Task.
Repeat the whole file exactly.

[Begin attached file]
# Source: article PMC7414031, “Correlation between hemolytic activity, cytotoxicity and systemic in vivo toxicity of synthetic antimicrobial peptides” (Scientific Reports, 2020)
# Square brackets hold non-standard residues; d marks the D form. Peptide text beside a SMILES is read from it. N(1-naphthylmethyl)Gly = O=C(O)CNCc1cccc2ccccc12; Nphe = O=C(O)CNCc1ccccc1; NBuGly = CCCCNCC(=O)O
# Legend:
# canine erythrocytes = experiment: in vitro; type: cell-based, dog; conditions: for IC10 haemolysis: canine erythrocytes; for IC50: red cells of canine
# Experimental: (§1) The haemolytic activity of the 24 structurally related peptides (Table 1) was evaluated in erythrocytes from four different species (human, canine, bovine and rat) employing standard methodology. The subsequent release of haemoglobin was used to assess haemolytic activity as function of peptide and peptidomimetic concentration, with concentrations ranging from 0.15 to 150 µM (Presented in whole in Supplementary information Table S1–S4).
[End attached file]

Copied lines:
# Source: article PMC7414031, “Correlation between hemolytic activity, cytotoxicity and systemic in vivo toxicity of synthetic antimicrobial peptides” (Scientific Reports, 2020)
# Square brackets hold non-standard residues; d marks the D form. Peptide text beside a SMILES is read from it. N(1-naphthylmethyl)Gly = O=C(O)CNCc1cccc2ccccc12; Nphe = O=C(O)CNCc1ccccc1; NBuGly = CCCCNCC(=O)O
# Legend:
# canine erythrocytes = experiment: in vitro; type: cell-based, dog; conditions: for IC10 haemolysis: canine erythrocytes; for IC50: red cells of canine
# Experimental: (§1) The haemolytic activity of the 24 structurally related peptides (Table 1) was evaluated in erythrocytes from four different species (human, canine, bovine and rat) employing standard methodology. The subsequent release of haemoglobin was used to assess haemolytic activity as function of peptide and peptidomimetic concentration, with concentrations ranging from 0.15 to 150 µM (Presented in whole in Supplementary information Table S1–S4).